WUFI Part 1 – What is WUFI and when is it appropriate to use it?

Wufi is a dynamic hygrothermal simulation tool, that predicts the way heat and moisture move through a construction. It can be used to assess the risk of moisture accumulation within any part of a wall, floor or roof build-up, and to inform design decisions that reduce these risks.

In the last five or ten years, the use of tools like Wufi has increased and with improvements in computing power, the software, and the relevant research it has become widely accepted.

Until the introduction of dynamic hygrothermal simulation, the only calculation tool for assessing moisture in construction was the ‘Glaser Method’, as codified in BS EN 13788. This method is still widely used, and is commonly referred to as an “interstitial condensation check”. If you request such a check from the manufacturer of an insulation that is being specified for example, this is the method they will almost certainly use; it is about as easy as a U-value calculation, with the right software. Unfortunately, it is often not appropriate to use this simple method. BS EN 13788 gives a list of factors and situations that preclude its use. These include:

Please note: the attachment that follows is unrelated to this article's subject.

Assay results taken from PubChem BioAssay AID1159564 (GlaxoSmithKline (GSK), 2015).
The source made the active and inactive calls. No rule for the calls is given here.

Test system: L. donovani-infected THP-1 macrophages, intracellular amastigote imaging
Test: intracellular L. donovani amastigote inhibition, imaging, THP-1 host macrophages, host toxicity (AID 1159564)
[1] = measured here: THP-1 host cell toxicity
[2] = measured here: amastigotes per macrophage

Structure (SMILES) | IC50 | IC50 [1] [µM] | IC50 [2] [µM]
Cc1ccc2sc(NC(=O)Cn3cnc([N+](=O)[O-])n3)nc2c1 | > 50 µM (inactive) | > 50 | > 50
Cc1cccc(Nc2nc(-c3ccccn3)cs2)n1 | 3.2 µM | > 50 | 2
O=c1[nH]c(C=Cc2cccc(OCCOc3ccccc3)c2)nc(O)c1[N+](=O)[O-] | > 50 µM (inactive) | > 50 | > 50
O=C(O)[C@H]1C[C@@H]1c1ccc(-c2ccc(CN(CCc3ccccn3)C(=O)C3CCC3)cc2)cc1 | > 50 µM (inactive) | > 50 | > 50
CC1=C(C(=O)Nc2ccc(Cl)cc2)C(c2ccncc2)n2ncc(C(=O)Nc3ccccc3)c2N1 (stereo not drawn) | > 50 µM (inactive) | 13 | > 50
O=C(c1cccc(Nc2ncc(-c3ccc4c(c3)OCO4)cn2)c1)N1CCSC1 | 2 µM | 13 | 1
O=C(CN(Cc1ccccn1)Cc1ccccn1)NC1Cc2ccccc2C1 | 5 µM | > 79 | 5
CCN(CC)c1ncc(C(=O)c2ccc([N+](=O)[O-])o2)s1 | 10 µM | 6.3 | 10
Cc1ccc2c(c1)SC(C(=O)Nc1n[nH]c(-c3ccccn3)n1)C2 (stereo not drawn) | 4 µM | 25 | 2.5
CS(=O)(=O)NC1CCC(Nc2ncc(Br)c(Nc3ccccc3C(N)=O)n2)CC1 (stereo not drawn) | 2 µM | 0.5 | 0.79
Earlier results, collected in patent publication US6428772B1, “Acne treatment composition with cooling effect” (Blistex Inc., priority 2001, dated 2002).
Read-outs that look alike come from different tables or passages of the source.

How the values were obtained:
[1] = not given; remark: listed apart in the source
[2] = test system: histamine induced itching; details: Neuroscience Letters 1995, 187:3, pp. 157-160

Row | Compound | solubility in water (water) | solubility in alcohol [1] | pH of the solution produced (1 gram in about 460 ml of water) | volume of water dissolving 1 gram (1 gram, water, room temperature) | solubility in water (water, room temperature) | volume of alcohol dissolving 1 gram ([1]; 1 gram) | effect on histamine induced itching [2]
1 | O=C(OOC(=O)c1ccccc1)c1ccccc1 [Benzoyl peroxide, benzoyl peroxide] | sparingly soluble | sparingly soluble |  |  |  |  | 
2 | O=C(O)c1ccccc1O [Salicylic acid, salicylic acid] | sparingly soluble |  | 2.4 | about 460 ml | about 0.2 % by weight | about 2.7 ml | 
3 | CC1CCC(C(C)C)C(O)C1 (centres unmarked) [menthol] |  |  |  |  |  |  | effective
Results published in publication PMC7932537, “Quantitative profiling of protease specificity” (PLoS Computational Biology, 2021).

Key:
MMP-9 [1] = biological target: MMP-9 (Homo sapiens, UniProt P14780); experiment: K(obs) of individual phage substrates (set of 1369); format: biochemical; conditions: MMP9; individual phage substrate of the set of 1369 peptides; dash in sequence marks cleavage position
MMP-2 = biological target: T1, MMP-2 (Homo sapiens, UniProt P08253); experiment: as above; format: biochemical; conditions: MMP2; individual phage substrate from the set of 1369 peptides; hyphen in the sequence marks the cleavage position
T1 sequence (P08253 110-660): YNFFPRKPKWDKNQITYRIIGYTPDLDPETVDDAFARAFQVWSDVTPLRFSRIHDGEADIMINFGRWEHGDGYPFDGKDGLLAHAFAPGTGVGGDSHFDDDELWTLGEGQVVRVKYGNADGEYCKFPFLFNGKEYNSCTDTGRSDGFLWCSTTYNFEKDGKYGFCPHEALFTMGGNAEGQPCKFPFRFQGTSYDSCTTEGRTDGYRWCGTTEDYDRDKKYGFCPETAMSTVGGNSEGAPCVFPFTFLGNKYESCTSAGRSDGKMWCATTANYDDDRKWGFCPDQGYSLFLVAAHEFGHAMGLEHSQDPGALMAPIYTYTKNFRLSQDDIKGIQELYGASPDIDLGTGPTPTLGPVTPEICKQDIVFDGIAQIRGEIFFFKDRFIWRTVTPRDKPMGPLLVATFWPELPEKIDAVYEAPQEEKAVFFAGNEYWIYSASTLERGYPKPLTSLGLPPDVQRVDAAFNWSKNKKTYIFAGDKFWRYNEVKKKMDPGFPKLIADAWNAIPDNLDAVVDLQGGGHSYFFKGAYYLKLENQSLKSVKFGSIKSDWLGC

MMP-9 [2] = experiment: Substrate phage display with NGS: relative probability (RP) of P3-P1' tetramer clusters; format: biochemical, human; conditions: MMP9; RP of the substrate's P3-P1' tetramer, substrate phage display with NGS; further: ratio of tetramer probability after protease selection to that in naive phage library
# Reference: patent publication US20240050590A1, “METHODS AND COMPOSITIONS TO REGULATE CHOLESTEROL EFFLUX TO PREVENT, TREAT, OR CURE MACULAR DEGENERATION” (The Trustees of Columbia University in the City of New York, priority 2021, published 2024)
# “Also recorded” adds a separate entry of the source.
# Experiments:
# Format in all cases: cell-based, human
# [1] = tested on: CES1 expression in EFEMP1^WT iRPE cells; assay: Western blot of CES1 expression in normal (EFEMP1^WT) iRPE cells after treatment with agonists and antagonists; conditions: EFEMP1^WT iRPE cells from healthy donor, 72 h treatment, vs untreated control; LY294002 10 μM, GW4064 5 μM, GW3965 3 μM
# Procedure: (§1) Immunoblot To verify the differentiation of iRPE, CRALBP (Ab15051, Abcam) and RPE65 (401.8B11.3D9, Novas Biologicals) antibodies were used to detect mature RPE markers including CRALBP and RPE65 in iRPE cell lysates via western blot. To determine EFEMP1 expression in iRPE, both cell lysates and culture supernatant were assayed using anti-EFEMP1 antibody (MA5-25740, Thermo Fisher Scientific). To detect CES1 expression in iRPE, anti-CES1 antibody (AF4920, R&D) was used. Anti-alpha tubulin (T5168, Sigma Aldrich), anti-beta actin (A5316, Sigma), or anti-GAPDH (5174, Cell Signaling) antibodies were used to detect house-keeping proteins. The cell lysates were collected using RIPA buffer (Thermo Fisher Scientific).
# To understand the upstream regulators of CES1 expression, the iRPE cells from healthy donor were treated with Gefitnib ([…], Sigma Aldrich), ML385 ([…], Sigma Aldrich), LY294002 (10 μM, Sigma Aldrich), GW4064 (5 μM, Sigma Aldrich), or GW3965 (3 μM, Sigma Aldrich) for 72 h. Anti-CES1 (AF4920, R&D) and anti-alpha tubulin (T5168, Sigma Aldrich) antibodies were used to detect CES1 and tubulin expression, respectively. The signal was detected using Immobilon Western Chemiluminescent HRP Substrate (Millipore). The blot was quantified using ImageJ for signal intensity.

Where there is moisture ingress from the ground or from precipitation, Airflow from the interior of the building into the structure (i.e. imperfect airtightness), variation of material properties with moisture content, and liquid moisture transfer by capillary suction and surface diffusion.

One or more of these limitations apply to many common building materials. For example, brick and other masonry products store significant amounts of both heat and moisture, and liquid water can move through them by capillary suction; their thermal conductivity and vapour permeability can also vary with moisture content. This means that most constructions that incorporate masonry cannot be meaningfully assessed for moisture risk using the Glaser method. For highly ventilated brick rain screen systems, the method may give a reliable result, but in our work we have found this is very dependent on the level of ventilation achieved in the cavity.

Retrofitting of existing buildings, many of which have solid masonry walls, is high on the national agenda at the moment, and this is a particular example of where the Glaser method is unlikely to be reliable.

Where the Glaser method cannot be applied, it is necessary to use a more sophisticated tool such as Wufi that is able to take all the above effects into account.

Next time you request an interstitial condensation calculation, check what method has been used, and consider whether it is valid. If you need Wufi calculations, get in touch to find out how we can help.


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